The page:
Factbox: What happened at the last five G8 summits
(Reuters) - Leaders from the world's major industrialized nations meet from Monday in Hokkaido in northern Japan, for a summit at which African development, rising food and oil prices, and climate change will be high on the agenda.
Leaders at the July 7-9 summit will discuss a goal of halving global emissions by 2050 after agreeing last year in Germany to seriously consider the target.
Here are some details on the previous five G8 summits.
* FRANCE - EVIAN - JUNE 2003:
-- The G8 nations focused on the need to press ahead with structural reforms and greater flexibility in rich economies despite resistance, highlighted by public sector strikes, in host country France.
-- They sought to draw a line under bitter transatlantic differences over the Iraq conflict, which half the G8 opposed, saying all now agreed the time had come to reconstruct Iraq.
-- The summit was marred by violent demonstrations.
* UNITED STATES - SEA ISLAND, GEORGIA - JUNE 2004:
-- The summit agreed to extend a debt relief program for poor countries, but fell short of demands for a total write-off of loans owed by African nations to multilateral lending agencies.
-- G8 leaders said they would extend the Highly Indebted Poor Countries initiative, under which poor states can write off some of their debt, for two years beyond its expiry in December 2004.
-- They also stressed the need to resolve the Arab-Israeli conflict as part of an initiative for political and economic reform in the broader Middle East.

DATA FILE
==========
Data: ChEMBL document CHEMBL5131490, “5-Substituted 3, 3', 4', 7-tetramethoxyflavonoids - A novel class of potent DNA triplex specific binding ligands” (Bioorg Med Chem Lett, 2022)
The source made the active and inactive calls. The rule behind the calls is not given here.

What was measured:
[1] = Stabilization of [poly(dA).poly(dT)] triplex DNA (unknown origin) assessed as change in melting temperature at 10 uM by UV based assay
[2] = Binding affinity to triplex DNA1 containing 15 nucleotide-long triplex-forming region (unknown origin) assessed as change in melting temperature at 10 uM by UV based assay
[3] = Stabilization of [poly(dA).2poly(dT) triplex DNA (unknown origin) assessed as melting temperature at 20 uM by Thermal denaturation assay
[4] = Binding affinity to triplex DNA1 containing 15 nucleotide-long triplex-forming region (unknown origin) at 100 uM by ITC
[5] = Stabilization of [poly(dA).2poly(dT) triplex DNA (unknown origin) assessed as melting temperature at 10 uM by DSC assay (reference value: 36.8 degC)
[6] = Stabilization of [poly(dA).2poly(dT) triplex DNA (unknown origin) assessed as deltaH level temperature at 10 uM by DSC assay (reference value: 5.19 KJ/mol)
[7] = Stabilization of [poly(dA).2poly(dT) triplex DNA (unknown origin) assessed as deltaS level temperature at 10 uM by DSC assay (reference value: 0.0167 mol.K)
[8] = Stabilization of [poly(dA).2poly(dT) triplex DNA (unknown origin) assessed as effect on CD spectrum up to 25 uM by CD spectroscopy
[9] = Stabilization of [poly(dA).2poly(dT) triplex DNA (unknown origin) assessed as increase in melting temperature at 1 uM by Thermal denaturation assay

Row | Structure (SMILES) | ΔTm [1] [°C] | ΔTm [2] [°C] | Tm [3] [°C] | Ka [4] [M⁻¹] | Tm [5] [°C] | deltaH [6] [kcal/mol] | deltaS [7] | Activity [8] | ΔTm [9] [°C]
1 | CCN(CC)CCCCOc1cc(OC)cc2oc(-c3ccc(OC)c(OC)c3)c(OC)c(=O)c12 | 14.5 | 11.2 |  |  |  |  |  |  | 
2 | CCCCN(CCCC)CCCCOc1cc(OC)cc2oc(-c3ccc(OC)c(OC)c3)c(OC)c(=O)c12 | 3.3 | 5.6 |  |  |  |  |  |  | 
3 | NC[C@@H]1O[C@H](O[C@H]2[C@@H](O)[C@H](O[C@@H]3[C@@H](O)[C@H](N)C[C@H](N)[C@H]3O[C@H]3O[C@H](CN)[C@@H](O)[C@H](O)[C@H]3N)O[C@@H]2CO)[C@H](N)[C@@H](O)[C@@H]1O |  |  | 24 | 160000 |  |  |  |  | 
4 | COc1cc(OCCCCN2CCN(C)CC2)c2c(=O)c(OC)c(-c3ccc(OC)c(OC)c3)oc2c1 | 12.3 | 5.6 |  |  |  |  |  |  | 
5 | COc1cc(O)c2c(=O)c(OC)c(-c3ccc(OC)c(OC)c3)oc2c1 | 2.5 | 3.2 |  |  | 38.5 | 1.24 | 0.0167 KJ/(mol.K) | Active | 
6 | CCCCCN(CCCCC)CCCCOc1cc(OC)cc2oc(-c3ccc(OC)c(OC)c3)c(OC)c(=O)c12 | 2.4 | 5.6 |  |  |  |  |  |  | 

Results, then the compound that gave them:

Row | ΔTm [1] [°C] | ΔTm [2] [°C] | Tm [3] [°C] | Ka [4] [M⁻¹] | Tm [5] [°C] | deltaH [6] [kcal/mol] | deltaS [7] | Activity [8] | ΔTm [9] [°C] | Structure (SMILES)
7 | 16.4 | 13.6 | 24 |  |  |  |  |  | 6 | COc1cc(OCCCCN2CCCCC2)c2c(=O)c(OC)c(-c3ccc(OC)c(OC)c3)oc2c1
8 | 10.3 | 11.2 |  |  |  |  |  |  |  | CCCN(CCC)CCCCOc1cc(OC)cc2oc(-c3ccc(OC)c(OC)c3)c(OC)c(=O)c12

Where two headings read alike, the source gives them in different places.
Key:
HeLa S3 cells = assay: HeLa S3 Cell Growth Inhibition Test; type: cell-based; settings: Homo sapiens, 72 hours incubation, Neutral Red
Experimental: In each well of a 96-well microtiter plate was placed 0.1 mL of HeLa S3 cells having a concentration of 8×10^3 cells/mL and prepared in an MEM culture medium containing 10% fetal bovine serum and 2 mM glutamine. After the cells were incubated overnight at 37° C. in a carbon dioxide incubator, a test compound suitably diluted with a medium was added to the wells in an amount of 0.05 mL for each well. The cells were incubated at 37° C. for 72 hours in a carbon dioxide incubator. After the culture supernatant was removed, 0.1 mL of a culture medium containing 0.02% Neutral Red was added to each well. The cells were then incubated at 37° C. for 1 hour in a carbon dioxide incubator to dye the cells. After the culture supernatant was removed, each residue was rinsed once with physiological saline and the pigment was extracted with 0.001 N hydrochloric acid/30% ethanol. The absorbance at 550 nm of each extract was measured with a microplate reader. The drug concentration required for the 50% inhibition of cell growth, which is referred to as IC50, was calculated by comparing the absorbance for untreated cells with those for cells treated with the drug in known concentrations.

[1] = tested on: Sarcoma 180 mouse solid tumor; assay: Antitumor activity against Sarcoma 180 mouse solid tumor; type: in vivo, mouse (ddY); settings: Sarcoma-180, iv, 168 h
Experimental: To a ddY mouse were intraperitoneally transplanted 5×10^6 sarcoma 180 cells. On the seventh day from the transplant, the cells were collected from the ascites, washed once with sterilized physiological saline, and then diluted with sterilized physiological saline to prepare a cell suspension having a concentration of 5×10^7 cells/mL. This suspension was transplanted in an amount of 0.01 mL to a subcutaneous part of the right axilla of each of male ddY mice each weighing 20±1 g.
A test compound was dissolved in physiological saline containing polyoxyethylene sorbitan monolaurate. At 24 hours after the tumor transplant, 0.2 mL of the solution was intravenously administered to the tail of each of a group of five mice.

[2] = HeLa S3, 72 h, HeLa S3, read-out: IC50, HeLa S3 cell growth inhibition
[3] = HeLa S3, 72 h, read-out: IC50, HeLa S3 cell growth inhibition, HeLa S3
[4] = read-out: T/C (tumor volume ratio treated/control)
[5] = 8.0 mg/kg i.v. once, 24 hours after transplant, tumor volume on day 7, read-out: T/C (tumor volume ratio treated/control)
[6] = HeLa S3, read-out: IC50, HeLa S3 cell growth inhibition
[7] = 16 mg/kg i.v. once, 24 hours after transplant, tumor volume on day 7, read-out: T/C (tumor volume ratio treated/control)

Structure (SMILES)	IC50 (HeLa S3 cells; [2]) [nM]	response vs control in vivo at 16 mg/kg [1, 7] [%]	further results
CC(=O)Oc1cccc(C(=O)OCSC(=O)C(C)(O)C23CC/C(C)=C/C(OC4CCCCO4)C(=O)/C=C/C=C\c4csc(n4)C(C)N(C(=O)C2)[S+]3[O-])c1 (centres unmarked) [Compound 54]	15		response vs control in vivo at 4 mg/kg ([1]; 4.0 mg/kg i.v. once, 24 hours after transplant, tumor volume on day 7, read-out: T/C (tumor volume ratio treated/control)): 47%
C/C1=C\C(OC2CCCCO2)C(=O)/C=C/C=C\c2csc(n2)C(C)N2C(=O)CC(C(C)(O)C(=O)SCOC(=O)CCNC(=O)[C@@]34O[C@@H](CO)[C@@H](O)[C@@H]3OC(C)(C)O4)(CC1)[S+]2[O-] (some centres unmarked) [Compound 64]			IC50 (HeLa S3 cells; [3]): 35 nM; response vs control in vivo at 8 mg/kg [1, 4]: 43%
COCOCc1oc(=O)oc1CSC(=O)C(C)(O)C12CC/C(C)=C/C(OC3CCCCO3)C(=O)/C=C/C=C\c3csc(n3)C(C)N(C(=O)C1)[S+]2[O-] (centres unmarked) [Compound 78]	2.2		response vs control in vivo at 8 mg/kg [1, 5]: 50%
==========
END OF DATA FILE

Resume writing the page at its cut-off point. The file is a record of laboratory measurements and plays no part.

* UNITED KINGDOM - GLENEAGLES - JULY 2005:
-- Leaders of the G8 said they would boost aid spending on Africa. But aid agencies argued there was little new money in the pledge from the summit in Scotland and accused the leaders of delaying the increases.
-- G8 leaders announced they would more than double aid to Africa by 2010, boosting spending by $25 billion a year from then.
-- They also said G8 nations and other donors would increase total aid for all developing countries by about $50 billion a year by 2010.
-- The G8 declared global warming required urgent action, but set no measurable targets for reducing the greenhouse gases that trigger it and thus contribute to climate change.
* RUSSIA - ST PETERSBURG - JULY 2006:
-- Group of Eight leaders launched a fresh bid to pin down an elusive global trade pact, seeking a positive outcome to a summit that was riven by discord over the Middle East.
-- A formal agenda of energy security, combating infectious diseases and promoting education held little controversy and required no financial commitment by G8 members.
-- Russia had to concede to European Union concerns over its conduct in energy markets to get agreement on energy security. But it did not bow to demands to ratify the Energy Charter, an international rulebook for oil and gas market activity.
-- Assistance to Africa, put at the top of the 2005 summit by British Prime Minister Tony Blair but initially ignored by Russia for the 2006 meeting, also found its way on to the agenda.
* GERMANY - HEILIGENDAMM - JUNE 2007:
-- G8 leaders agreed to consider seriously a global goal of reducing greenhouse gas emissions by 50 percent by 2050 and pledged to negotiate a new global climate pact that would extend and broaden the Kyoto Protocol beyond 2012.
-- For Africa, the G8 pledged $60 billion to fight AIDS, malaria and tuberculosis, but the declaration set out no specific timetable, nor did it break down individual countries' contributions or spell out how much of the total funds had been previously promised.
Sources: Reuters/G8 websites
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